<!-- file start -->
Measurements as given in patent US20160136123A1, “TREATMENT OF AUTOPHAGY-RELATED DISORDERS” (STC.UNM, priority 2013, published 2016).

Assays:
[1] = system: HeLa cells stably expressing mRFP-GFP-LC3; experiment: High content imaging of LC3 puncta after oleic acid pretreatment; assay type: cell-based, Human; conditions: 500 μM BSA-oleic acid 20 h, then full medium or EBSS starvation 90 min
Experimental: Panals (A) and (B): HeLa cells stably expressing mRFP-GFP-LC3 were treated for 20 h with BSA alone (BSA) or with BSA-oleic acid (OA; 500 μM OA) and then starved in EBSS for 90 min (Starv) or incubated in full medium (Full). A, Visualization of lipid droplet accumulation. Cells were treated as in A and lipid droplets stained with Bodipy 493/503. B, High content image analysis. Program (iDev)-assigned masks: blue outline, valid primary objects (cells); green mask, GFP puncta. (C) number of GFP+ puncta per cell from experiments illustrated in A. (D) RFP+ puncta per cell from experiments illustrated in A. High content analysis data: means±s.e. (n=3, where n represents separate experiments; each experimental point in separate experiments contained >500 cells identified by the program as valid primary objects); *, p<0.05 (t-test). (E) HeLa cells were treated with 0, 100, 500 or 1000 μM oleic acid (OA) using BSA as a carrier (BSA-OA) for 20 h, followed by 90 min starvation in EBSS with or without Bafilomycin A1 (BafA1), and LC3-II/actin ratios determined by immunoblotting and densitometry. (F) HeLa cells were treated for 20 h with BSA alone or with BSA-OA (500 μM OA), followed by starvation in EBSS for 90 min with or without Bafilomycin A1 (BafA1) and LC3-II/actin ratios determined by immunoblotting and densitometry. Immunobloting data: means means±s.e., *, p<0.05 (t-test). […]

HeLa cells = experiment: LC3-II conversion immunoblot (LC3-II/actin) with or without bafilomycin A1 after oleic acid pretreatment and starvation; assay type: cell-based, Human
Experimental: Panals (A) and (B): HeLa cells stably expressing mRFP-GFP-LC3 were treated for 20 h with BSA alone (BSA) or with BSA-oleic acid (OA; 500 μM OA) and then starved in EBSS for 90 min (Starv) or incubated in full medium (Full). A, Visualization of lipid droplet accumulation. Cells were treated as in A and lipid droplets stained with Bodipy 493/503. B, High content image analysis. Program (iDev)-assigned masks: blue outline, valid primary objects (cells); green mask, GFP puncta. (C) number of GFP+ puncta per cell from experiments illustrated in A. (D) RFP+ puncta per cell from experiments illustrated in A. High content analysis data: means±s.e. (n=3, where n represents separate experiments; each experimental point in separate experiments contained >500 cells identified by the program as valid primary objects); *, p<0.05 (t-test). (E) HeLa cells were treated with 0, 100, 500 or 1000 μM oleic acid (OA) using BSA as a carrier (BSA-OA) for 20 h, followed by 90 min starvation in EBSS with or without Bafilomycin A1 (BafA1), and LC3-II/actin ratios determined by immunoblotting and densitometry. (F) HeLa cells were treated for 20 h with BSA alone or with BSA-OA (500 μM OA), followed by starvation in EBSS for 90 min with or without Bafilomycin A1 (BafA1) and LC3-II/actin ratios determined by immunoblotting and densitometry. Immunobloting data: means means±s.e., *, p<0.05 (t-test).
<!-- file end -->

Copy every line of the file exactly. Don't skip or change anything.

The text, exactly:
Measurements as given in patent US20160136123A1, “TREATMENT OF AUTOPHAGY-RELATED DISORDERS” (STC.UNM, priority 2013, published 2016).

Assays:
[1] = system: HeLa cells stably expressing mRFP-GFP-LC3; experiment: High content imaging of LC3 puncta after oleic acid pretreatment; assay type: cell-based, Human; conditions: 500 μM BSA-oleic acid 20 h, then full medium or EBSS starvation 90 min
Experimental: Panals (A) and (B): HeLa cells stably expressing mRFP-GFP-LC3 were treated for 20 h with BSA alone (BSA) or with BSA-oleic acid (OA; 500 μM OA) and then starved in EBSS for 90 min (Starv) or incubated in full medium (Full). A, Visualization of lipid droplet accumulation. Cells were treated as in A and lipid droplets stained with Bodipy 493/503. B, High content image analysis. Program (iDev)-assigned masks: blue outline, valid primary objects (cells); green mask, GFP puncta. (C) number of GFP+ puncta per cell from experiments illustrated in A. (D) RFP+ puncta per cell from experiments illustrated in A. High content analysis data: means±s.e. (n=3, where n represents separate experiments; each experimental point in separate experiments contained >500 cells identified by the program as valid primary objects); *, p<0.05 (t-test). (E) HeLa cells were treated with 0, 100, 500 or 1000 μM oleic acid (OA) using BSA as a carrier (BSA-OA) for 20 h, followed by 90 min starvation in EBSS with or without Bafilomycin A1 (BafA1), and LC3-II/actin ratios determined by immunoblotting and densitometry. (F) HeLa cells were treated for 20 h with BSA alone or with BSA-OA (500 μM OA), followed by starvation in EBSS for 90 min with or without Bafilomycin A1 (BafA1) and LC3-II/actin ratios determined by immunoblotting and densitometry. Immunobloting data: means means±s.e., *, p<0.05 (t-test). […]

HeLa cells = experiment: LC3-II conversion immunoblot (LC3-II/actin) with or without bafilomycin A1 after oleic acid pretreatment and starvation; assay type: cell-based, Human
Experimental: Panals (A) and (B): HeLa cells stably expressing mRFP-GFP-LC3 were treated for 20 h with BSA alone (BSA) or with BSA-oleic acid (OA; 500 μM OA) and then starved in EBSS for 90 min (Starv) or incubated in full medium (Full). A, Visualization of lipid droplet accumulation. Cells were treated as in A and lipid droplets stained with Bodipy 493/503. B, High content image analysis. Program (iDev)-assigned masks: blue outline, valid primary objects (cells); green mask, GFP puncta. (C) number of GFP+ puncta per cell from experiments illustrated in A. (D) RFP+ puncta per cell from experiments illustrated in A. High content analysis data: means±s.e. (n=3, where n represents separate experiments; each experimental point in separate experiments contained >500 cells identified by the program as valid primary objects); *, p<0.05 (t-test). (E) HeLa cells were treated with 0, 100, 500 or 1000 μM oleic acid (OA) using BSA as a carrier (BSA-OA) for 20 h, followed by 90 min starvation in EBSS with or without Bafilomycin A1 (BafA1), and LC3-II/actin ratios determined by immunoblotting and densitometry. (F) HeLa cells were treated for 20 h with BSA alone or with BSA-OA (500 μM OA), followed by starvation in EBSS for 90 min with or without Bafilomycin A1 (BafA1) and LC3-II/actin ratios determined by immunoblotting and densitometry. Immunobloting data: means means±s.e., *, p<0.05 (t-test).